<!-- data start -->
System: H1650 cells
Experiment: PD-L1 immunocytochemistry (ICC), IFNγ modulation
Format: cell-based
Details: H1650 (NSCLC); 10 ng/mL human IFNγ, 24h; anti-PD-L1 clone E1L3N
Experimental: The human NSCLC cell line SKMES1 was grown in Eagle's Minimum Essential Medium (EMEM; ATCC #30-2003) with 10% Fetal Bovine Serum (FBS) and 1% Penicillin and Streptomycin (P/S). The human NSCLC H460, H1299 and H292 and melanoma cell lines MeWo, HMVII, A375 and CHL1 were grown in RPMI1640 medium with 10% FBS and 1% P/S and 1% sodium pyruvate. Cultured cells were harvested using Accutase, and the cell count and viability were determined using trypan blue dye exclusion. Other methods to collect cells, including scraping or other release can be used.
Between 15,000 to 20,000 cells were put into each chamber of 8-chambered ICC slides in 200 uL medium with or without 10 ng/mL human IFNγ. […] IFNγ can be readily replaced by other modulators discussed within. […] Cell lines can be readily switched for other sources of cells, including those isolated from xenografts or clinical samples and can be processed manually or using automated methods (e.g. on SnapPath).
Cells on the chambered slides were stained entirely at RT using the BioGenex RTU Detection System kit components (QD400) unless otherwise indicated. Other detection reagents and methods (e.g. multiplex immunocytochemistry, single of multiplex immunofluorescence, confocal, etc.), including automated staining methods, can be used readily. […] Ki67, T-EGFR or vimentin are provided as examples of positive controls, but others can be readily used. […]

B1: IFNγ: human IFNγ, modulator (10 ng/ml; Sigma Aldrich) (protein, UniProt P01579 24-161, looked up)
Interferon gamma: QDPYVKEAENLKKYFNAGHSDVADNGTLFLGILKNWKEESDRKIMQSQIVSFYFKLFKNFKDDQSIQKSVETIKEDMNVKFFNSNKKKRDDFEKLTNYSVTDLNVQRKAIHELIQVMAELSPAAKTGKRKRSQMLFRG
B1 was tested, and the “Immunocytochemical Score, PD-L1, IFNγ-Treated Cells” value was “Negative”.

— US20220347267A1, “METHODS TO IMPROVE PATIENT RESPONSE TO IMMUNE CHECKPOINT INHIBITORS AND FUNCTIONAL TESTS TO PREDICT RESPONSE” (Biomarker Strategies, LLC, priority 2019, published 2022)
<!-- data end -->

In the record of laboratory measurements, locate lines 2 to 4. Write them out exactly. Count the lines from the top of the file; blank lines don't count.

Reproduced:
Experiment: PD-L1 immunocytochemistry (ICC), IFNγ modulation
Format: cell-based
Details: H1650 (NSCLC); 10 ng/mL human IFNγ, 24h; anti-PD-L1 clone E1L3N